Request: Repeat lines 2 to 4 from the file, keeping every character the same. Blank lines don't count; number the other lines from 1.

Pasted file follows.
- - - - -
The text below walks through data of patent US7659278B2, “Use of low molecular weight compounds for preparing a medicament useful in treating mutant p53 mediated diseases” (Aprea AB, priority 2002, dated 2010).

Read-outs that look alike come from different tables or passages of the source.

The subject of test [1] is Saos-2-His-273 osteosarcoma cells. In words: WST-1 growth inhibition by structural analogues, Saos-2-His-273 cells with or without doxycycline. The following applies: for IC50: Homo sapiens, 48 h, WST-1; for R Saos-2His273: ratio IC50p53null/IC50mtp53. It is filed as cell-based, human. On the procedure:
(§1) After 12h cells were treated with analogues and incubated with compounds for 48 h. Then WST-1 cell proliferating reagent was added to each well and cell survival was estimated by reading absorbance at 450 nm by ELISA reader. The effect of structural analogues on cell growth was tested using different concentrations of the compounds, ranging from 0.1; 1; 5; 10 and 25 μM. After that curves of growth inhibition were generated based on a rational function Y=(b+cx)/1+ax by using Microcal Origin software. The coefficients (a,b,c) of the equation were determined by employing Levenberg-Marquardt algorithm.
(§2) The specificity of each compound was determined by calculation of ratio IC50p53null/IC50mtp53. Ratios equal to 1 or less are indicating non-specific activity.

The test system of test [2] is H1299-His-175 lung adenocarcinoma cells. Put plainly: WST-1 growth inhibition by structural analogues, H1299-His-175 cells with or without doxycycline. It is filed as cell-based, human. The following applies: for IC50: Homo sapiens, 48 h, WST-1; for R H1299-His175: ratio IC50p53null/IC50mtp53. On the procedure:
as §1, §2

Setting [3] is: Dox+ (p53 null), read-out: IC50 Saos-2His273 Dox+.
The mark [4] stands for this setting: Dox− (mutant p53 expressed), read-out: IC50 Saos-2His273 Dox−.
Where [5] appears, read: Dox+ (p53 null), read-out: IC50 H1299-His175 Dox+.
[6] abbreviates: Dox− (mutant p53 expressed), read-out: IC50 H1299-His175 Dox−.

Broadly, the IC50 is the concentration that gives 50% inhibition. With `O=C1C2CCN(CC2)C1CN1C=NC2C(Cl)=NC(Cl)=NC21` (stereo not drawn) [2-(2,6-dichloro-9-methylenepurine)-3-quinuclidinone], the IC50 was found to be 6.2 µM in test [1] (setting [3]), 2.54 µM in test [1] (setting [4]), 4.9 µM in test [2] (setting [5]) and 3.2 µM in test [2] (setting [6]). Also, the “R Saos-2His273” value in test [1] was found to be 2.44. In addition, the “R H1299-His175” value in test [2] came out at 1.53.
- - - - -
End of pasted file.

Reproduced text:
Read-outs that look alike come from different tables or passages of the source.

The subject of test [1] is Saos-2-His-273 osteosarcoma cells. In words: WST-1 growth inhibition by structural analogues, Saos-2-His-273 cells with or without doxycycline. The following applies: for IC50: Homo sapiens, 48 h, WST-1; for R Saos-2His273: ratio IC50p53null/IC50mtp53. It is filed as cell-based, human. On the procedure:
(§1) After 12h cells were treated with analogues and incubated with compounds for 48 h. Then WST-1 cell proliferating reagent was added to each well and cell survival was estimated by reading absorbance at 450 nm by ELISA reader. The effect of structural analogues on cell growth was tested using different concentrations of the compounds, ranging from 0.1; 1; 5; 10 and 25 μM. After that curves of growth inhibition were generated based on a rational function Y=(b+cx)/1+ax by using Microcal Origin software. The coefficients (a,b,c) of the equation were determined by employing Levenberg-Marquardt algorithm.